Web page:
One week after home loan rates failed to improve further in the face of multiple bond-friendly stories, such as low inflation, high unemployment claims, and the Fed’s continued commitment to purchase bonds, we watched home loan rates tick up this past week.

Why?

Oversupply. The U.S. Treasury announced they will need to borrow $3 trillion through the third quarter of 2020 to pay for the economic stimulus package related to the coronavirus. In order to “borrow” the $3 trillion, the Treasury will issue a new 20-year bond that will need to be purchased by investors.

Investors, at the moment, are showing early signs that rates will need to tick higher to meet the buying demand for this enormous new supply of bonds. Early in the week, the 10-year yield hovered near .60% but ticked higher to .73% during the week and this weighed on mortgage-backed securities, which home loan rates are derived from.

On Friday, the Bureau of Labor Statistics reported that 20,500,000 were unemployed in April, lifting the unemployment rate to 14.7%. It was the worst Jobs Report in the history of the U.S.

Home loan rates didn’t improve in response to the horrible “oversupply” of unemployed shown in the Jobs Report. This is because the markets are forward-looking, and April’s Jobs Report is backward-looking.

Bottom line: The bond market is more focused on the additional supply of bonds that will need to be purchased and the cautious optimism seen in reopening parts of the U.S. economy. For this reason, consumers who have an opportunity to lock home loans at current all-time low rates would be wise to do so.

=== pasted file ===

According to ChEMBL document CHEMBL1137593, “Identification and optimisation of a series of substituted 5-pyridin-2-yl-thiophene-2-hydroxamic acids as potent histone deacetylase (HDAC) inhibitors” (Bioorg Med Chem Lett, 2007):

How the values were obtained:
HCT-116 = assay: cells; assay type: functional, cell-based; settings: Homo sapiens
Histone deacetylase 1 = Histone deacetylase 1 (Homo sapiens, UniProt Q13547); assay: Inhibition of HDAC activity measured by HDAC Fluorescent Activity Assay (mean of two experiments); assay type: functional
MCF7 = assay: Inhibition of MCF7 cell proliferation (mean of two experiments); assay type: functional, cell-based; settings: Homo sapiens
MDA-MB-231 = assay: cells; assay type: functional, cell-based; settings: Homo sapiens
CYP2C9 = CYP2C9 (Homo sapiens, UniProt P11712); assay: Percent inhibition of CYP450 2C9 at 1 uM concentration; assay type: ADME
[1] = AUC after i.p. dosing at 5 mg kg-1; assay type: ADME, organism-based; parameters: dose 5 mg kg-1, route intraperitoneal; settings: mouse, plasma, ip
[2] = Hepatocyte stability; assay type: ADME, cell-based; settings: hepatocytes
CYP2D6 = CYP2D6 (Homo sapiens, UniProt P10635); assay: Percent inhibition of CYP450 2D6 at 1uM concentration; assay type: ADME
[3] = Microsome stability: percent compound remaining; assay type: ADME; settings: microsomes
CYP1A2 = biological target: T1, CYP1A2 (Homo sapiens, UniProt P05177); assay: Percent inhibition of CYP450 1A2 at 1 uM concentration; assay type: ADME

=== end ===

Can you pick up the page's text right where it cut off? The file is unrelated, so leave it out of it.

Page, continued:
A Look Ahead
The upcoming week will continue along the same lines, as headlines from the pandemic-induced economic fallout will continue to stream in.

The bond markets will be up against a huge batch of increased added supply from the Treasury that investors will have to sop up. The Treasury will sell $96 billion in Treasury securities this week, up from $84 billion from a recent similar offering.

A key report this week will measure how the consumer has been holding up during the shutdown. Retail Sales for April will be released this upcoming Friday after the near 9% decline seen in March, which was the worst on record in the data available from the Census Bureau, which dates back to 1992.

The markets will be closely watching if unemployment declines and if coronavirus cases decline as well. If they do during the next couple of weeks, the recent uptick in optimism will be justified.

Another set of data to be watched this week will be the NFIB Small Business Optimism Index for April to gauge the depth of the virus outbreak on the small business sector of the economy, which accounts for 44% of U.S. economic activity. In addition, the JOLTS (Job Openings and Labor Turnover Survey) report will be released for March, which is another set of numbers to measure job openings.

Reports to Watch:

  • The inflation reading Consumer Price Index will be released on Tuesday followed by the Producer Price Index on Wednesday.
  • The closely watched Weekly Initial Jobless Claims report comes on Thursday.
  • Retail Sales, Empire State Manufacturing, and Consumer Sentiment will be delivered on Friday.

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